In some sort of bizarre voyeuristic hardware love/hate triangle AMD, Intel and NVIDIA are all semi-intertwined and being observed by Microsoft. Speaking with The Inquirer the VP of product and platform marketing at AMD, Leslie Sobon, stated that there was no chance that Intel would attempt to purchase NVIDIA as AMD did with ATI. AMD’s purchase was less about the rights to the Radeon series as it was taking possession of the intellectual property that ATI owned after a decade of creating GPUs and lead directly to the APUs that AMD has recently released which will likely become their main product. Intel already has a working architecture that combines GPU and CPU and doesn’t need to purchase another company’s IP in order to develop that type of product.
There is another reason for purchasing NVIDIA though, which has very little to do with their discreet graphics card IP and everything to do with Tegra and Fermi which are two specialized products which so far Intel doesn’t have an answer for. A vastly improved and shrunken Atom might be able to push Tegra off of mobile platforms and perhaps specialized SandyBridge CPUs could accelerate computation like the Fermi products do but so far there are no solid leads, only speculation.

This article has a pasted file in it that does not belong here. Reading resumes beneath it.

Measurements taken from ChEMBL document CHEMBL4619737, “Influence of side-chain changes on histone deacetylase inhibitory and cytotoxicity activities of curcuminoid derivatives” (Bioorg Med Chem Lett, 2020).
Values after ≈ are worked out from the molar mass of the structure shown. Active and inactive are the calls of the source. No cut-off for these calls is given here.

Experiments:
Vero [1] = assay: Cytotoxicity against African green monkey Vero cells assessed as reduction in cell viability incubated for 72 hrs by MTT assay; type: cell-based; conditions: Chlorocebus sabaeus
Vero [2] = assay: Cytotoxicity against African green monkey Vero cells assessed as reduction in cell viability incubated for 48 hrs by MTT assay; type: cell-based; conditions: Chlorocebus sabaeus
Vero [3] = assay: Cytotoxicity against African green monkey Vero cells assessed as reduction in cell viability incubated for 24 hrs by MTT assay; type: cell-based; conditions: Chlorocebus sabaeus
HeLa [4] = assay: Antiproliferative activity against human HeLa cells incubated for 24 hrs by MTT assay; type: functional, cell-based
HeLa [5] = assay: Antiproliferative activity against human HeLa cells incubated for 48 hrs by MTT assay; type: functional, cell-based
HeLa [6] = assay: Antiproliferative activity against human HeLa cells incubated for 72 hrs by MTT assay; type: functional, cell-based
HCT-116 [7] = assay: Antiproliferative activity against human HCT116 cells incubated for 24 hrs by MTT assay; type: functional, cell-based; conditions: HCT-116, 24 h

If you learn more from your failures than your successes then Intel knows a lot about graphics.
"CHIP DESIGNER AMD believes that it is on a divergent path from Intel thanks to its accelerated processor unit (APU) and that Intel buying Nvidia "would never happen"."
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After the Intel chipset
After the Intel chipset fiasco, I can never see nVidia being bought by Intel, they’ve got too much pride. And Jen-Hsun Huang seems like the type of guy that would really like to stick it to Intel from keeping them from making chipsets on their platform. That’s why you see them aggressively making SoCs, and very popular ones at that. They are in a PRIME position for the next decade as just about everything goes mobile, a market in which Intel has only failed iterations of Atom while nVidia is hitting it out of the park.
Does NVidia really have
Does NVidia really have something that Intel needs?
According to reviews of Intel’s Sandy Bridge processors, the integrated graphics are quite good and can challenge even cheap discrete graphics cards. Scaling that technology up as needed might be cheaper than paying billions(?) for NVidia.
So, something else? And what?
Intel already makes its own chipsets which are to be quite good too (except for the recent USB oops). So I guess that leaves Tegra, and that seems not enough reason for buying NVidia…
The news of Intel purchasing
The news of Intel purchasing NVIDIA is great news for the Intel users. pet insurance